|A criminal invariably leaves a trace of themselves behind at the scene of a crime – a scrap of fabric, a fingerprint, a strand of hair, perhaps even a bloodstain. These clues and traces of evidence, if found, herald the beginning of an exciting hunt that may provide the proof necessary to bring the criminal to justice.
“Who did it?” “How did it happen?” “Can you prove it?” Science can often provide the answer to these questions. Forensic science is the use of science in courts, legal proceedings or criminal investigations. Forensic Science can involve any area of science that might be helpful in a court case or solving crime. No matter what area of science you study, it is about being curious and answering questions.
Without forensic science, there would be no way of identifying a criminal unless they were caught “red handed” – in the act of committing the crime. Forensic science provides us with tools to help identify the criminal, even if he or she has left the scene.
People have been analysing evidence for hundreds of years. Arabs in the 7th century were using fingerprints to identify people and Chinese in the 13th century could differentiate between people who had drowned or were strangled by studying their bodies.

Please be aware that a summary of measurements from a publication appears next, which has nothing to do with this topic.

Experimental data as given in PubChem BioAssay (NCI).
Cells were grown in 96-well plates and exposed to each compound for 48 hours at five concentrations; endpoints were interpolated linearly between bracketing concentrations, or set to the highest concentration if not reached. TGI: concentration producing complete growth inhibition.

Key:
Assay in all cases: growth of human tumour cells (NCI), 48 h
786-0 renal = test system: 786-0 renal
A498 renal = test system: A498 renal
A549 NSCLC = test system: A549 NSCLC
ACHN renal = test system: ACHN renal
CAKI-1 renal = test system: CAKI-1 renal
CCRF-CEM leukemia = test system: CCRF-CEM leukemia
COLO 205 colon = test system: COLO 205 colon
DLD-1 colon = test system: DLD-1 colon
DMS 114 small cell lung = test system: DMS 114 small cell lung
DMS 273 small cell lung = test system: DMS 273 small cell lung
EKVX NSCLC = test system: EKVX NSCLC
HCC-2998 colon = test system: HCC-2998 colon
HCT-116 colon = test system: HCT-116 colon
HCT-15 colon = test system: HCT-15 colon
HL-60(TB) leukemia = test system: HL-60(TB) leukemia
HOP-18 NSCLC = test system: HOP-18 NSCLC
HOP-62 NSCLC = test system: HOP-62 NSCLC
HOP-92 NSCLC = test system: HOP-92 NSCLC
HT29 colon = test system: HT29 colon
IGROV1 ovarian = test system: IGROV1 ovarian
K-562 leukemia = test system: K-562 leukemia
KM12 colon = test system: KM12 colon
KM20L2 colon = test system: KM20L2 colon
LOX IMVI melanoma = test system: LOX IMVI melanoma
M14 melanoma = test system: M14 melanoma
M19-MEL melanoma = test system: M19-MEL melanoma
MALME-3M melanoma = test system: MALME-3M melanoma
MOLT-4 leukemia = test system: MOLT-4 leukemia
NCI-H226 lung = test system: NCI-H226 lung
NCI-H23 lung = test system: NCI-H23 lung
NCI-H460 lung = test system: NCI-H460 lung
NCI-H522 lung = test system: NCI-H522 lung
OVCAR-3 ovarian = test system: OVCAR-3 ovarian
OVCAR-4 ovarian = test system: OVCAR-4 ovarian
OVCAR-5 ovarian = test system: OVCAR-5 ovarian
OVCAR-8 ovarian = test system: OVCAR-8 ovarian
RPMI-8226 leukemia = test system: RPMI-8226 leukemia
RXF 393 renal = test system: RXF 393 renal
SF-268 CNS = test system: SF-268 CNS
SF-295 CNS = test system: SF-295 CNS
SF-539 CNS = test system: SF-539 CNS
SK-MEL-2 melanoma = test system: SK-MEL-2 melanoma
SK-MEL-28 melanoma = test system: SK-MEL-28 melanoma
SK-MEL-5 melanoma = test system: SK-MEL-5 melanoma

Modern forensic science took off in the middle of the 19th century. By 1850, police were beginning to look for clues at the crime scene, and scientists began to take an interest. The first forensic science laboratory was set up in Paris in 1868. At a crime scene, detectives take notes, interview witnesses and collect evidence. Forensic scientists also assist in the collecting evidence and examine it back at the lab. Some forensic scientists specialise in a particular area, such as ballistics (firearms), chemicals, poisons or documents. There are heaps of exciting careers in forensic science and many universities offer degrees to get you started.
& Forensic scientists need to be very observant. They pay close attention to detail and accurately record their results. Forensic scientists must also be very patient and thorough with their investigations. They are often called upon as expert witnesses in court and must clearly explain to a judge and jury how they carried out their experiments and what their results mean. This evidence may mean the difference between& a suspect being convicted or walking free.